1927 Houston Stewart Chamberlain described in the Oxford Dictionary of National Biography as a "racialist writer". He later became a German citizen. In December 1908, twenty-five years after Wagner's death, Chamberlain married Wagner's daughter, Eva von Bülow. Chamberlain's two-volume book, Die Grundlagen des neunzehnten Jahrhunderts , published in 1899, became one of the many references for the pan-Germanic movement of the early 20th century, and, later, of the völkisch antisemitism of Nazi racial policy
2013 James M. Buchanan an American economist known for his work on public choice theory, for which he received the Nobel Memorial Prize in 1986. Buchanan's work initiated research on how politicians' self-interest and non-economic forces affect government economic policy. He was a member of the Board of Advisors of The Independent Institute, a member of the Mont Pelerin Society, a Distinguished Senior Fellow of the Cato Institute, and professor at George Mason University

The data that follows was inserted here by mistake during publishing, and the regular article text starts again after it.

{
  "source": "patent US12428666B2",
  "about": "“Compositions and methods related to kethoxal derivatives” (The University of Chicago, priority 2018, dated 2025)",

2014 Amiri Baraka an African-American writer of poetry, drama, fiction, essays and music criticism. He was the author of numerous books of poetry and taught at a number of universities, including the State University of New York at Buffalo and the State University of New York at Stony Brook. He received the PEN Open Book Award, formerly known as the Beyond Margins Award, in 2008 for Tales of the Out and the Gone